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Herman Otten

Jesse Bogan,

The Rev. Herman Otten in his rural Franklin County office on May 11, 2016. 

By Jesse Bogan

St. Louis Post-Dispatch

NEW HAVEN — Flanked by a lot of books and a gold bust of Martin Luther, the Rev. Herman Otten sat at his desk in 2016 and shared plans for his own funeral.

As a Lutheran minister for more than five decades, he’d officiated a lot of services and knew how expensive burials could be.

“I think it’s horrendous,” he told the Post-Dispatch. “So mine is not going to cost anything.”

The Rev. Otten had one of his congregants at Trinity Lutheran Church in New Haven who ran a sawmill make him a coffin out of cedar planks. Now he pointed to it in the interview. The coffin stood behind his desk, doubling as a bookcase.

“You’ve got to be prepared,” he said. “I’ve got it all written out.”

The Rev. Otten died April 24, 2019, at home while battling interstitial lung disease, family said. He was 86.

As requested, they buried him in the cedar coffin the day after at Camp Trinity, the 200-acre spread in rural Franklin County where he’d trained for triathlons, typed out about 30 books by hand, and he and his wife, Grace, of 56 years raised seven children in a log cabin that he helped build.

“He always wanted to live his life as a line drive, not a pop fly,” said his daughter, Ruth Rethemeyer. “He was working up until the last moments.”

Herman J. Otten was born March 3, 1933, in New York City. His parents were from Germany. In 1957, he completed a master’s degree in history from Washington University and graduated from Concordia Seminary, which helps supply the Lutheran Church-Missouri Synod’s 6,000 congregations with pastors.

But the seminary never certified him as a candidate for ordination. He’d burned a lot of bridges by charging some of his seminary professors with teaching false doctrine and accusing the Kirkwood-based Missouri Synod of not doing enough to stop it.

Even still, Trinity Lutheran, where Otten had worked as a graduate student in New Haven, extended a call for him to preach there. He accepted and lasted 55 years.

He also dug in as editor of his newspaper, initially called Lutheran News. He used it to endorse or lambaste candidates running for control of the Missouri Synod and shame what he perceived as false teachings of the Bible.

Otten believed his coverage helped lead to the historic walkout in 1974 at Concordia called Seminex, when most of its professors and students left and eventually joined other denominations.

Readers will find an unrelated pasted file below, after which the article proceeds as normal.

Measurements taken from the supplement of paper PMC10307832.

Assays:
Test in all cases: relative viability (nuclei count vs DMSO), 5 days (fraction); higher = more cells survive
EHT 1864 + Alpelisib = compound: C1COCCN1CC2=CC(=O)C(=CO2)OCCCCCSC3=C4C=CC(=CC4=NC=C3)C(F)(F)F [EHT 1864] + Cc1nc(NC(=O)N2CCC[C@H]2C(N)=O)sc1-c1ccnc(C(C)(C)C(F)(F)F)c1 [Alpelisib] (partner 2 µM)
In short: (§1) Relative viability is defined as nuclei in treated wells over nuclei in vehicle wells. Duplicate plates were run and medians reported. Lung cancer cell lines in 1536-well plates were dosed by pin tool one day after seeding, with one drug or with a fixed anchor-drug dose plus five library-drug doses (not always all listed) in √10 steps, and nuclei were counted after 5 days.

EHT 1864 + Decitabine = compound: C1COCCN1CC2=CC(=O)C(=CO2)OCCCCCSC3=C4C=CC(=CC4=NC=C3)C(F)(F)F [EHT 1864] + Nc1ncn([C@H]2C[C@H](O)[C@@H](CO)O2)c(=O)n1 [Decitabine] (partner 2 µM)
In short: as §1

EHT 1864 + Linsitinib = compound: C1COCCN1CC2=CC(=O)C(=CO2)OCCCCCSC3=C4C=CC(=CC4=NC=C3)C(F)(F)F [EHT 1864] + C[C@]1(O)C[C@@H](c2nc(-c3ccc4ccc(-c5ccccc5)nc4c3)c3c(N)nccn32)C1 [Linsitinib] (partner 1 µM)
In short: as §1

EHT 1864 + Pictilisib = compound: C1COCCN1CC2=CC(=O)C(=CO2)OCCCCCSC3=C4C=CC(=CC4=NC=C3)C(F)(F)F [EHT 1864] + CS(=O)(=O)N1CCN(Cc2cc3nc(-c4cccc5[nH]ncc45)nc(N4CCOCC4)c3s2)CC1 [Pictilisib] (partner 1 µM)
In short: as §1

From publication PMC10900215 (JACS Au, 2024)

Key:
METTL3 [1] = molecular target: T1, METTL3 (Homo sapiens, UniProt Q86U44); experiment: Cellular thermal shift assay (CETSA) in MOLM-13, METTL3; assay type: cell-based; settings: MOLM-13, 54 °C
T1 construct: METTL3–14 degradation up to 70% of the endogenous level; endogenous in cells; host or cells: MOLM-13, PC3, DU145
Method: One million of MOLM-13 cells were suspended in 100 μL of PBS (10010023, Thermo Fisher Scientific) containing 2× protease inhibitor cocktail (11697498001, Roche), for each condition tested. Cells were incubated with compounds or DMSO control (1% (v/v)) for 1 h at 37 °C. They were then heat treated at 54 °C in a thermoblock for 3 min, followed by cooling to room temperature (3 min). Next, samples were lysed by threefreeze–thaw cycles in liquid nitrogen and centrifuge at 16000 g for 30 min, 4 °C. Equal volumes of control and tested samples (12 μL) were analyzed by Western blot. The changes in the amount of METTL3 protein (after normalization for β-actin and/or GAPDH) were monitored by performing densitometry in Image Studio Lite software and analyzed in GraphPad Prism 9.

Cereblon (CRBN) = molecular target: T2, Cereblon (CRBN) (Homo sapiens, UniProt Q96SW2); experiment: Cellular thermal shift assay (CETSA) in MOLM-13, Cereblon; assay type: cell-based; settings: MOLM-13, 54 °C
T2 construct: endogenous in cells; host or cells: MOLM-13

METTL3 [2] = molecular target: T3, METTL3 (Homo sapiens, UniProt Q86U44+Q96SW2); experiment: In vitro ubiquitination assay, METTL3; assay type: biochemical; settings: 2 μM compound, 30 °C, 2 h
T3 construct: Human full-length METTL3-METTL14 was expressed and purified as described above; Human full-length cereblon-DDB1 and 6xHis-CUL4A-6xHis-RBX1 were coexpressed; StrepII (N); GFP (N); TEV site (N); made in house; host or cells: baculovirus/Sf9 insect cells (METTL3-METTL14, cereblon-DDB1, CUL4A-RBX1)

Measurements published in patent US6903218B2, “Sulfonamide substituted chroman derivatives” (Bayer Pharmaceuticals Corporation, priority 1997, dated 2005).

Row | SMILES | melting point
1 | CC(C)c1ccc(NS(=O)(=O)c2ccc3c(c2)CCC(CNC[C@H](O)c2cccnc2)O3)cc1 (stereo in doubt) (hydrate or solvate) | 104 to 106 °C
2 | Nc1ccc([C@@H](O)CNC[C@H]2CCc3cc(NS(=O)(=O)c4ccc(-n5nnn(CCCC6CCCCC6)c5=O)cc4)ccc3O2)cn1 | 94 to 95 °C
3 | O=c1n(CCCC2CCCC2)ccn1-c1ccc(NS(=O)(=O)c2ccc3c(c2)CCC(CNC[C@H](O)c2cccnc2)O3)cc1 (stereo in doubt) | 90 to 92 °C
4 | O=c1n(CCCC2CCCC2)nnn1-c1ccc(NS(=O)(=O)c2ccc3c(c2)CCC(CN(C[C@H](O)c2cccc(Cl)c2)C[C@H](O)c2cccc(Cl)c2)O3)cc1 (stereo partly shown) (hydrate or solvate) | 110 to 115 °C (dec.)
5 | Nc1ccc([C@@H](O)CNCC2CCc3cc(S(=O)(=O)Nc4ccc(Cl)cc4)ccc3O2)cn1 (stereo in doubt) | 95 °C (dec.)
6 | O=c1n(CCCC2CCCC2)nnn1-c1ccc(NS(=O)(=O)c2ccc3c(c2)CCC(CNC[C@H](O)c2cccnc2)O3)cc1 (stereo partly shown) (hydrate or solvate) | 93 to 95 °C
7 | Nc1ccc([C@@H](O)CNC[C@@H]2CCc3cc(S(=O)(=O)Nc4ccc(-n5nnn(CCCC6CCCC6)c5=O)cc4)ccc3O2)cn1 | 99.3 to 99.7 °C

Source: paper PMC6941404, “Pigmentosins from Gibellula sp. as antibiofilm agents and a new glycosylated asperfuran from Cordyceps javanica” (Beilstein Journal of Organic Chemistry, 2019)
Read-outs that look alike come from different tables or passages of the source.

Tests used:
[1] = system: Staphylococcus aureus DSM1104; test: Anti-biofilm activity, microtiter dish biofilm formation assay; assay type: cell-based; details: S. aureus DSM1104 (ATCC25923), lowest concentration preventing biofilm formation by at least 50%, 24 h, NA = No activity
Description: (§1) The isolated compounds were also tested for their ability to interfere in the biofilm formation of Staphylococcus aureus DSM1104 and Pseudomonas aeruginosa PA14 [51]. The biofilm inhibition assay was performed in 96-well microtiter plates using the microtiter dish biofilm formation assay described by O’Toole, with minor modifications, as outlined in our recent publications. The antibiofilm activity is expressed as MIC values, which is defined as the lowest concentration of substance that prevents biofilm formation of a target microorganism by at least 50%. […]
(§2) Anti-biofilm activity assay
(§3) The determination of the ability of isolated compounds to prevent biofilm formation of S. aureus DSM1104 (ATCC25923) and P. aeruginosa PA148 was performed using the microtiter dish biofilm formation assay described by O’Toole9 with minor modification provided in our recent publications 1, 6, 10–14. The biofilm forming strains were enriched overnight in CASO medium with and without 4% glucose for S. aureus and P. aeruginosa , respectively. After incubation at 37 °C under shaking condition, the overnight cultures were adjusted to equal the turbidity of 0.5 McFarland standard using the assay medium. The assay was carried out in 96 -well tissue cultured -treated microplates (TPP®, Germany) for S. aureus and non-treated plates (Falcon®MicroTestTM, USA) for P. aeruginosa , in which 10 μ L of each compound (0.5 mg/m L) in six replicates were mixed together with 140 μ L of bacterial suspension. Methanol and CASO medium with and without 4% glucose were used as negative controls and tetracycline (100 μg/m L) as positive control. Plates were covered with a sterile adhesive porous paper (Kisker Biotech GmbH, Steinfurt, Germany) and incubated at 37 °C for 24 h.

Martin Marty was another one of Otten’s targets over the years. An American religious history scholar at the University of Chicago, he’s an ordained minister in the left-leaning Evangelical Lutheran Church in America. Yet the only time Marty recalled meeting Otten was on an escalator at a hotel or convention center for a Missouri Synod event.

“He asked me one blunt question — I forget what it was — but I know I could only give a terse and unnuanced response,” Marty said by email. “I recall that he regularly quoted that unmemorable sentence or two.”

“From my distance,” he added, “I observed him enjoying too much the polemics of church fighting. He went out of his way to pick fights, always battling toward what seemed to me to be destructive ends.”

The “all-by-itself-condemning feature of Ottenism,” Marty said, was its anti-Semitism and Holocaust denial. Christian News, the current name of Otten’s newspaper, has been on the radar of the Anti-Defamation League for decades.

“I feel confident in saying that Herman Otten was an unrepentant anti-Semite and Holocaust denier until the end of his life, and his beliefs are prevalent in Christian News, both in his own writings and in the works of other authors he reprinted,” Aryeh Tuchman, associate director of the league’s Center on Extremism, said Friday by email.

He said recent content supported his comment, including a March 25 reprint in Christian News of Charles E. Carlson, which claimed that “Israeli Zionists” were among those responsible for the terrorist attacks in New Zealand.

“The Christian News, true to its function as a Christian Lutheran paper, has, since its founding in 1962, combated a number of false beliefs which I consider to be hoaxes no less than the Holocaust,” Otten once wrote.

Asked about this topic in 2016, Otten told the Post-Dispatch: “Does that make me anti-Semitic because I think Jews are lost?”

David Finck, a former elder at Trinity Lutheran in New Haven, said Otten wasn’t anti-Semitic behind the pulpit. He said he wasn’t an avid reader of Christian News because there was a lot of content he didn’t understand.

“My mind isn’t that complicated,” said Finck, 66, a financial planner. “There was so much stuff in there that it was hard to put together.”

He remembered Otten as a pastor who tended his flock of 120 congregants and trained for Ironman triathlons well into his 60s. Between deadlines, Otten ran and cycled the hillsides, swam laps in a small pond by his cabin.

In one word, Finck described Otten as “redeemed.”

When Finck visited him in the hospital in April, he said, Otten bowed his head and spoke the words of a Lutheran hymn: “He said when I survey the wondrous cross on which the Prince of Glory died, my richest gain I count but loss, and pour contempt on all my pride.”

Asked how Otten will be remembered, the Missouri Synod said in a brief statement: “We don’t know.”